European markets nudge higher ahead of Fed decision


LONDON — European markets were cautiously higher on Wednesday as investors looked ahead to the latest monetary policy decision from the U.S. Federal Reserve.

The pan-European Stoxx 600 added 0.4% by late morning, with travel and leisure stocks climbing 2% to lead gains while telecoms slid 0.7%.

Global investors are focused today on the Fed’s forthcoming monetary policy decision, due to be announced Wednesday following a two-day meeting. Markets are widely anticipating a second consecutive 75 basis point hike to interest rates.

Like many central banks around the world, the Fed is acting aggressively to rein in inflation against a backdrop of slowing economic activity.

Concerns for the global economy deepened on Tuesday after the International Monetary Fund cut its global growth projections for 2022 and 2023, dubbing the world’s economic outlook “gloomy and more uncertain.”

The IMF now expects the global economy to grow 3.2% this year, before slowing further to a 2.9% GDP rate in 2023. The revisions mark a downgrade of 0.4 and 0.7 percentage points, respectively, from its April projections.

On the data front, German consumer sentiment is projected to slide to a record low in August as fears about diminishing gas supplies compound pressures from supply chain issues and the war in Ukraine.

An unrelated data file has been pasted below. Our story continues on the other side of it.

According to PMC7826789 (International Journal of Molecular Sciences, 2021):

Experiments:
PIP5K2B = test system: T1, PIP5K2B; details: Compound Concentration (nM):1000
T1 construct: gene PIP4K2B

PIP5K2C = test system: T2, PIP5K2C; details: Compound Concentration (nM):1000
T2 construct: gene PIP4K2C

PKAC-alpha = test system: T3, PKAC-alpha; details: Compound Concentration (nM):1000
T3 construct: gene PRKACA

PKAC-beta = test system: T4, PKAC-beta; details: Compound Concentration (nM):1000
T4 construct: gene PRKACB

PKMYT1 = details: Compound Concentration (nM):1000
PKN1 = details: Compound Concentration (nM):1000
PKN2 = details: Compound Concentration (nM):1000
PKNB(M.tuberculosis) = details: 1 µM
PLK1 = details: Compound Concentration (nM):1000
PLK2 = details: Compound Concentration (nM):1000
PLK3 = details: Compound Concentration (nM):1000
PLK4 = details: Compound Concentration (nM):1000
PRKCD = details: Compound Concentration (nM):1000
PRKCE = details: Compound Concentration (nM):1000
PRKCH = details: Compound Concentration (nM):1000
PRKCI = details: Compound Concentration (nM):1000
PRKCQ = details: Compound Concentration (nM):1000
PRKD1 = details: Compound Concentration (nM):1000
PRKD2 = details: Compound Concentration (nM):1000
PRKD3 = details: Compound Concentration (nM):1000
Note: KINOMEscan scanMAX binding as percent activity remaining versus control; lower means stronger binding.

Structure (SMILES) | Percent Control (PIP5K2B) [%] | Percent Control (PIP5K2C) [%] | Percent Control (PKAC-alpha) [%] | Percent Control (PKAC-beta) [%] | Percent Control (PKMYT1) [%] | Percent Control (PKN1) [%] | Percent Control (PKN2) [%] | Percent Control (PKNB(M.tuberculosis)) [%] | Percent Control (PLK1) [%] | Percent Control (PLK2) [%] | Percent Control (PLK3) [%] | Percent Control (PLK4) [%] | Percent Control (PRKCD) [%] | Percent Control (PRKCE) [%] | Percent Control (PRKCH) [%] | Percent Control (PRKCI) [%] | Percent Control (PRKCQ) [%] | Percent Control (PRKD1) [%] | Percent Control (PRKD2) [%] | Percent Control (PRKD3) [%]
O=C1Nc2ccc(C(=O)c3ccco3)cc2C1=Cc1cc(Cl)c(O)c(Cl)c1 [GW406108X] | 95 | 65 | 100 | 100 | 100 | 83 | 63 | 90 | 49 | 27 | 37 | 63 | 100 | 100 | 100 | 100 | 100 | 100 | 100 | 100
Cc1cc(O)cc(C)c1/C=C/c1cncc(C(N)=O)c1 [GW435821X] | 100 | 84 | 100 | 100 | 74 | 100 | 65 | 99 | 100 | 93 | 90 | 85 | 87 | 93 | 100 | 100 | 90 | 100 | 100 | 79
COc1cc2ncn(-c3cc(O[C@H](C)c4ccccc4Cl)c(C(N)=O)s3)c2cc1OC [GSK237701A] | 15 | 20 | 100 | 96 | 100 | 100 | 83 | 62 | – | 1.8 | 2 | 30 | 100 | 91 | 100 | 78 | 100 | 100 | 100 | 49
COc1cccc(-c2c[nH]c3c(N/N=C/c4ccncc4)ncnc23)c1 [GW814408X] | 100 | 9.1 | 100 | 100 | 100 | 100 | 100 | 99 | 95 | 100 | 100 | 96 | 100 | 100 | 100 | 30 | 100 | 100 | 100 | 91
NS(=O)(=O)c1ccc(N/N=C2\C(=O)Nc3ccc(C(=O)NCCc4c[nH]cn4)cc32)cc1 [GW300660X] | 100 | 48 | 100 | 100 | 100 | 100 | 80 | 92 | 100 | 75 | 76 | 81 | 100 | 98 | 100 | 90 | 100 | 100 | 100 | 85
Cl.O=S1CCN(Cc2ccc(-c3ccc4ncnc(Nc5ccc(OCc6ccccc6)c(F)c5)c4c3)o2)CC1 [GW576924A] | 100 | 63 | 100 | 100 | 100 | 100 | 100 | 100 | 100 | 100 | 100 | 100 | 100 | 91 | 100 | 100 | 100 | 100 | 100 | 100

The GFK institute’s consumer sentiment index dropped to -30.6 points heading into August, below the previous record low of -27.7 at the start of July.

Earnings in focus

It’s a busy day for earnings in Europe with Credit Suisse and Deutsche Bank reporting as well as Daimler, Danone, Carrefour and Airbus.

Credit Suisse announced that CEO Thomas Gottstein would step down as the bank reported a massive second-quarter loss, as poor investment bank performance and mounting litigation provisions hammered earnings.

The embattled Swiss bank posted a net loss of 1.593 billion Swiss francs ($1.66 billion), far below consensus expectations among analysts for a 398.16 million Swiss franc loss.

Gottstein, who took the reins in early 2020 following the resignation of predecessor Tidjane Thiam after a spying scandal, will be replaced by Ulrich Koerner, previously CEO of the bank’s asset management division.

Credit Suisse shares were up 0.5% by late morning trade.

Deutsche Bank beat market expectations to post an eighth straight quarter of profit on Wednesday, recording a second-quarter net income of 1.046 billion euros ($1.06 billion).

The German lender exceeded consensus expectations among analysts aggregated by Refinitiv of a 960.2 million euro profit, and vastly improved on the 692 million euro profit for the same period last year.

Despite the positive result, Deutsche Bank shares slipped 3.2%.

At the bottom of the Stoxx 600, Luxembourg-based laboratory group Eurofins Scientific fell 8% after its earnings report.

At the top of the index, French payments company Worldline jumped more than 13% on the back of a strong first-half report.



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